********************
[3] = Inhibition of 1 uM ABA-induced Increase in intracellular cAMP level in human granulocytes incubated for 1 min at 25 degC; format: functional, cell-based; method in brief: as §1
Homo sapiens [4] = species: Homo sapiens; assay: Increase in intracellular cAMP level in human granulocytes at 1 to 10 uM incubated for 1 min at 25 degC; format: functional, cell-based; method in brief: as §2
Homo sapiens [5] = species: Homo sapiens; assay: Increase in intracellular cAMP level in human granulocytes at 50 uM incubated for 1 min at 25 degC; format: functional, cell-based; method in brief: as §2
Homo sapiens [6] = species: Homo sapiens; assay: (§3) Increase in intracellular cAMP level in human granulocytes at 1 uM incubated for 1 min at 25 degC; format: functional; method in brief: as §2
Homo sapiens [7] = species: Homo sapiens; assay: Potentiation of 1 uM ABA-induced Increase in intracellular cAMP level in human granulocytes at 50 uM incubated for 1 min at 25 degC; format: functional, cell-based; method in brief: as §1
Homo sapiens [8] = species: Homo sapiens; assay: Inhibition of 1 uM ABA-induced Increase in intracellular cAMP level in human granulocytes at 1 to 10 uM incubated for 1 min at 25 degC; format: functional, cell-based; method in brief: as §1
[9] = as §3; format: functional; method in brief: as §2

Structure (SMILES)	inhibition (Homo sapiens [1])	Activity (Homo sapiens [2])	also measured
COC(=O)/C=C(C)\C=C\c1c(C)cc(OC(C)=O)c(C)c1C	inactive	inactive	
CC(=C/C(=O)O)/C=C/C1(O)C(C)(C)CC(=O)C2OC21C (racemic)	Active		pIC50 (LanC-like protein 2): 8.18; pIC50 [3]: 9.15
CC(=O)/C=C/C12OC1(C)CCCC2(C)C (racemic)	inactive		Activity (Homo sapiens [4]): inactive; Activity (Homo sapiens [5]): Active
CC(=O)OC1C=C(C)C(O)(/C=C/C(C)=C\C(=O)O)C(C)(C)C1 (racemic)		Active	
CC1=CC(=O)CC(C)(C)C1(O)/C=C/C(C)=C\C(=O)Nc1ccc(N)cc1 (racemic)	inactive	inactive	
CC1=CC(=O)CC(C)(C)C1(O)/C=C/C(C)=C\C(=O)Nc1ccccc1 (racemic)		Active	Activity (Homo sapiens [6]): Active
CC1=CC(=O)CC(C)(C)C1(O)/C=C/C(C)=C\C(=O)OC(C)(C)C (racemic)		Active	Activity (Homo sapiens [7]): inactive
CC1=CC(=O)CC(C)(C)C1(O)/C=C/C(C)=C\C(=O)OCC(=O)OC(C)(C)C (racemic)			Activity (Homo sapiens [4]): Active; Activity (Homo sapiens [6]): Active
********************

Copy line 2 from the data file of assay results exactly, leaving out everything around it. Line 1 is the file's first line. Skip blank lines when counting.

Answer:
Homo sapiens [4] = species: Homo sapiens; assay: Increase in intracellular cAMP level in human granulocytes at 1 to 10 uM incubated for 1 min at 25 degC; format: functional, cell-based; method in brief: as §2